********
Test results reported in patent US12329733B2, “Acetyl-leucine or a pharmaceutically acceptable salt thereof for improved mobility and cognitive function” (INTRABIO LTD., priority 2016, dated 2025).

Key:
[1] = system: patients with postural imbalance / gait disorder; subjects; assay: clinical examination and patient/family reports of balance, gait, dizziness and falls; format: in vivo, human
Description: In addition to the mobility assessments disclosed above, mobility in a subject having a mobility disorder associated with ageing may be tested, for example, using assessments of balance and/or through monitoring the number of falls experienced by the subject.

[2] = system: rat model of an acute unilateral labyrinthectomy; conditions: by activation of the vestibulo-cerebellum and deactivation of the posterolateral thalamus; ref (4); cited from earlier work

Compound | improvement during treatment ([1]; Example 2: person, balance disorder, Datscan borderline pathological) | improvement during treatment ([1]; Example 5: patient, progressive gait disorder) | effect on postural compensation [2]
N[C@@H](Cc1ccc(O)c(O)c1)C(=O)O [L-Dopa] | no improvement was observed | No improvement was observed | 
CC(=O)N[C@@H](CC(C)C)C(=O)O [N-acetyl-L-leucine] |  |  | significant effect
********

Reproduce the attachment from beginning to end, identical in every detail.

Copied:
Test results reported in patent US12329733B2, “Acetyl-leucine or a pharmaceutically acceptable salt thereof for improved mobility and cognitive function” (INTRABIO LTD., priority 2016, dated 2025).

Key:
[1] = system: patients with postural imbalance / gait disorder; subjects; assay: clinical examination and patient/family reports of balance, gait, dizziness and falls; format: in vivo, human
Description: In addition to the mobility assessments disclosed above, mobility in a subject having a mobility disorder associated with ageing may be tested, for example, using assessments of balance and/or through monitoring the number of falls experienced by the subject.

[2] = system: rat model of an acute unilateral labyrinthectomy; conditions: by activation of the vestibulo-cerebellum and deactivation of the posterolateral thalamus; ref (4); cited from earlier work

Compound | improvement during treatment ([1]; Example 2: person, balance disorder, Datscan borderline pathological) | improvement during treatment ([1]; Example 5: patient, progressive gait disorder) | effect on postural compensation [2]
N[C@@H](Cc1ccc(O)c(O)c1)C(=O)O [L-Dopa] | no improvement was observed | No improvement was observed | 
CC(=O)N[C@@H](CC(C)C)C(=O)O [N-acetyl-L-leucine] |  |  | significant effect